By W.L. “Hunter” Huntley, III, HAS., BC-HIS –

W.L. “Hunter” Huntley, III, HAS., BC-HISHealthy brain function is not usually the first subject that comes to mind. However, keeping your brain “properly” stimulated is one way to ward off maladies such as dementia and Alzheimers disease. Our brain is the most complicated and delicate organ of the body. Therefore, it needs constant stimulation. Crossword puzzles, reading, number calculations, and other forms of “mental” gymnastics are all forms of brain exercises.

However, the most important part of our brain for speech interpretation is completely different. Our brains need constant “proper” stimulation to stay sharp. Like our muscles, lack of exercise leads to atrophy!

The only way to keep our brains “properly” stimulated for individuals with hearing loss is to wear hearing instruments.

When worn consistently, hearing devices stimulate and keep our brain sharp. Hearing Instrument wearers will also experience an overall since of well-being and confidence; more than individuals that do not seek hearing solutions.

Those who wear hearing instruments also tend to be more active socially, report to be more intimate with loved ones, and have greater earning potential on average. This is sometimes due to a perceived indifference to directions from co-workers or supervisors to perform certain tasks, or perhaps not hearing the instructions or directions at all!

In the long run hearing impairments cost workers millions of dollars per year across the country. Over the course of a lifetime hearing loss if not addressed could change a family’s lifestyle drastically.

Men are more likely to suffer from hearing loss for a number of reasons; including industrial noise, military service, power tools, airplane, car, and boat engines. Lawnmowers, leaf blowers, chainsaws, firearms, and loud music are also devastating to the nerves of the inner ear.

Generally, we tend to lose hearing in the higher frequencies (consonants) first; where clarification of speech occurs. When the higher frequencies deteriorate, a person can still hear, but clarifying what is said becomes a problem. Many individuals with high frequency loss do not even realize a problem exists, because they still hear low frequency sounds (vowels) normally, but don’t understand what is being said.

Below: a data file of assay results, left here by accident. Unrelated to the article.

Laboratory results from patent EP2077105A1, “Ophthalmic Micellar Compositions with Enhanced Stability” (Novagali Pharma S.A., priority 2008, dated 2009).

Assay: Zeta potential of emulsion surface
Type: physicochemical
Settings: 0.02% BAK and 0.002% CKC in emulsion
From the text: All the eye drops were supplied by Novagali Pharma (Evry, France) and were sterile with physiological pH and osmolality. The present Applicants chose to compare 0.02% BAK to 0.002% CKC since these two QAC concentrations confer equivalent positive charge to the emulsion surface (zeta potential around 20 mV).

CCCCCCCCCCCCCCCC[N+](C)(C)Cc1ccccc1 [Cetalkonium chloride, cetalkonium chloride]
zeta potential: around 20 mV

Modern hearing devices are light years ahead of the older technology even from a few years ago. Digital technology now allows the hearing impaired individuals hearing instruments to be prescription fitted with computer chips; similar to eyeglasses. However, unlike your vision when a person’s hearing loss diminishes over time, the current digital devices can be re-programmed to compensate for additional hearing loss without the necessity of purchasing newer hearing devices.

Johns Hopkins Medical University in conjunction with the National Institute on Aging recently completed studies of individuals who have hearing loss, but do not wear hearing instruments. The study concluded the people with even mild hearing loss were twice as likely to contract dementia and Alzheimers disease. Those with severe hearing impairment are five times as likely to suffer from dementia and Alzheimers disease. This occurs because the portion of the brain that interprets speech is not “properly” stimulated, causing atrophy and loss of function. We hear with our brain!

The National Speech and Hearing Institute recommends annual hearing exams for individuals fifty five years of age or older, or if you suspect there might be a deterioration in hearing overall. Just like annual exams for vision, hearing exams should be included in our desire to maintain the best health possible.

Early detection is the key to overcoming any health issues. For a FREE HEARING EXAM: Call 997-8288 to set up an appointment.


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